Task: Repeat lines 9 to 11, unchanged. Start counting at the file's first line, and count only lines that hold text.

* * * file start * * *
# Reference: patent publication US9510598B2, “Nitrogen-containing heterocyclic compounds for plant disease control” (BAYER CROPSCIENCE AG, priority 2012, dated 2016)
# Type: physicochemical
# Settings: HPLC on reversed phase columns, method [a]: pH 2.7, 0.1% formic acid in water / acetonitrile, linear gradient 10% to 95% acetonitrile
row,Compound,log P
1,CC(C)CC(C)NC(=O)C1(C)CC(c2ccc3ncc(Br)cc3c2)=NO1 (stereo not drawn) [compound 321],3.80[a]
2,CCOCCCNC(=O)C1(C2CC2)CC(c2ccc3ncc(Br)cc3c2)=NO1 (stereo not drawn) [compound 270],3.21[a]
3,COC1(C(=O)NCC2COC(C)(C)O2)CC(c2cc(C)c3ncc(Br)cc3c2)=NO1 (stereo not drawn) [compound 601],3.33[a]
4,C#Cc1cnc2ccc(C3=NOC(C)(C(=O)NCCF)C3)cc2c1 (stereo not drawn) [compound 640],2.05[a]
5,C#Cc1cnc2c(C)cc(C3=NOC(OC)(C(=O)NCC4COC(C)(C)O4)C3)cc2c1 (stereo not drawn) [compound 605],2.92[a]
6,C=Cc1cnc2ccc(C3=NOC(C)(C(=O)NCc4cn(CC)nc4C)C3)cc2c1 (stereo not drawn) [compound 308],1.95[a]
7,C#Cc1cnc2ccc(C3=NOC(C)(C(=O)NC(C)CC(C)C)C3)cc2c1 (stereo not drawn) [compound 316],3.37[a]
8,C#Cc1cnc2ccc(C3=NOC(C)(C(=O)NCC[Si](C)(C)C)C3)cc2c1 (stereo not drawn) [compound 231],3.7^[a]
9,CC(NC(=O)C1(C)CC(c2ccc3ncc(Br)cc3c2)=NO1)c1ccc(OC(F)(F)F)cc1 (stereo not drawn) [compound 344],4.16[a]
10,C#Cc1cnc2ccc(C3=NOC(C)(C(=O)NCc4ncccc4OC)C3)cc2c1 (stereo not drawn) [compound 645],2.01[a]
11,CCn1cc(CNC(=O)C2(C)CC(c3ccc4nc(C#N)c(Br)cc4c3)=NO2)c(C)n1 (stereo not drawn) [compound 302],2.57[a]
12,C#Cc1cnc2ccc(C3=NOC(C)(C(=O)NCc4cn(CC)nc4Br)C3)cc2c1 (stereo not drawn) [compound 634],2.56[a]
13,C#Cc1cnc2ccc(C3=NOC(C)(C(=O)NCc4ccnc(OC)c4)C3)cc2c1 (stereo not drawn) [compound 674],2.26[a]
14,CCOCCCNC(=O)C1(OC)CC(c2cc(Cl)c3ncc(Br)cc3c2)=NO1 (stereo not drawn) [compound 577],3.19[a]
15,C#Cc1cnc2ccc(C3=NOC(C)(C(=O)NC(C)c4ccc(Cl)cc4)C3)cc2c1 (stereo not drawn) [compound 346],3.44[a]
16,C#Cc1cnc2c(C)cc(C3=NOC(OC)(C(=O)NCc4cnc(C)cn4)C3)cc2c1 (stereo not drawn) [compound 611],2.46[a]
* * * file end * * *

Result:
5,C#Cc1cnc2c(C)cc(C3=NOC(OC)(C(=O)NCC4COC(C)(C)O4)C3)cc2c1 (stereo not drawn) [compound 605],2.92[a]
6,C=Cc1cnc2ccc(C3=NOC(C)(C(=O)NCc4cn(CC)nc4C)C3)cc2c1 (stereo not drawn) [compound 308],1.95[a]
7,C#Cc1cnc2ccc(C3=NOC(C)(C(=O)NC(C)CC(C)C)C3)cc2c1 (stereo not drawn) [compound 316],3.37[a]